We destroyed one car, so now should we buy two?

My boyfriend and I shared a 2007 Ford Taurus that we bought used at a dealership in 2008. We financed it and got GAP insurance and all that good stuff. We live in Minneapolis (which is pretty compact compared to my home-town of Chicago) and have shared it or used public trans to get around. The thing is that he totaled it last week. We have shared one car for the past seven years (a Ford Taurus before) and we don’t want to share anymore. We want to use the $6,000 check to buy two used cars. He wants to get a Land Rover type of car. I don’t care what I get or what it looks like as long as I have a 4-door that can put up with Minneapolis. We have both city issues like people just hitting you to park and the elements such as 16" snow storms. What used cars that total about 6k should we buy? Remember he wants some boxy-looking SUV thing and I don’t give a damn. Plus, I can drive stick but he can’t so I think both need to be automatic. We both have only owned Honda Accords and Ford Taurus’s in the past and we both are 30. In our search for used cars I think we are being a bit biased based on our past cars. What are good used car models and what millage should we be concerned about? I have been looking at cars up to 150k but I’m I being too conservative? We only drive about 15 miles a day!

I beater about $1200 and 1 decent car about $4800
2 okay cars $3000 a piece
I okay car about $2500 and a good car for $6000 w/ financing
1 really good car and we still share

What should we do?!?!?

NFC North Girl GO VIKES!!!

I would recommend spending the 6k on one good used car, then save up for a second. (Actually, make that 5k for the car and save 1k for repairs). 2-3k for a car is going to get you something iffy. you may luck out, or you may get a lemon.

When it comes to used cars they’re all a toss-up. Mileage, make of the car, etc may be irrelevant when it comes to reliability because it’s all going to boil down to how the car was driven and how it was maintained. Determining this can sometimes be very difficult or even impossible. A pre-purchase inspection can help increase the odds in your favor but even that is no guarantee of buying a problem free ride.

You can go either way and have things work out well but it all depends on the amount of footwork and patience involved in finding the right car; or cars as the case may be.

One thing I would advise is that a Land Rover be crossed off of the list. They’re a more high end vehicle that could be subject to abuse and certain servicing and parts may be more difficult to obtain and higher service costs are always an issue.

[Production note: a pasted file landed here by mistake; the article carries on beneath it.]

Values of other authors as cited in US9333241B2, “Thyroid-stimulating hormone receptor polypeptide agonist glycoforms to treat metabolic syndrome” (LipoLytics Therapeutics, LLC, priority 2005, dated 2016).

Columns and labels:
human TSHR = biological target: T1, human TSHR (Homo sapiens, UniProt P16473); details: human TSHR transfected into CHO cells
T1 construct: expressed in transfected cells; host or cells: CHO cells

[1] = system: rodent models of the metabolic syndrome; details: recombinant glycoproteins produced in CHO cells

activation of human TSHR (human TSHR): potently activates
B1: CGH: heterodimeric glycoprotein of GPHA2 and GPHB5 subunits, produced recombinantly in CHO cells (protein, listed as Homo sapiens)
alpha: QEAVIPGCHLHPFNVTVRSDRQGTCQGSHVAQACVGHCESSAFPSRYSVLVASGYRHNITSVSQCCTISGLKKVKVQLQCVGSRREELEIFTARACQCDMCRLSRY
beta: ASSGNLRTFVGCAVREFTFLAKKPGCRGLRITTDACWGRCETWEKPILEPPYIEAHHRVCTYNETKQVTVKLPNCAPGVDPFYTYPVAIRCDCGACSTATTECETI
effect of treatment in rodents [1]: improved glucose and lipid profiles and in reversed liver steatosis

Some Rovers were prone to cylinder liner problems and that in a nutshell means the engine is junk so try to avoid going down that road.

If it was me, I would look for 2 Chevy Trail Blazers. Look for around the 2000-2002 years. I see them with the V6 and around 100,000-130,000 miles for $2900-3500 here in Michigan. There were 2 nice ones for sale near me in the last 3 weeks for that price. They will do real nice for you in the winter and not to bad on gas. As you don’t care and he wants a SUV there you go. Also parts are cheap.

My first thought was an early Hummer for him, and a Citroen for you since you “don’t give a damn”…

(just kidding)

Seriously, I don’t have any ideas about which cars would be right, or one vs two, but I will offer this. You’ll do much better if you take some time to watch the market on cars that you might consider. I’d encourage you to lean toward private sales rather than buying from a dealer or used car lot, especially in your price range.

Keep an eye on Craigslist and any other ways to search for cars, and keep some kind of record of what you find. You’ll probably do that in your head, but it would be better if you keep a written record. Then you’ll have a sense of what is a general price range for a given vehicle. That will help you recognize when a good value comes along, and be able to ask good questions to confirm that it really is a lower price or better condition than all the others you’ve seen. Then when you find a kindly older couple selling something they bought new and maintained well, and want considerably less than the market rate, you can jump on it without hesitating. Your objective is to become an expert about what those cars ought to be worth, and what problems they usually have, so you’ll know when you find a smart bargain on a good practical vehicle which fits your needs.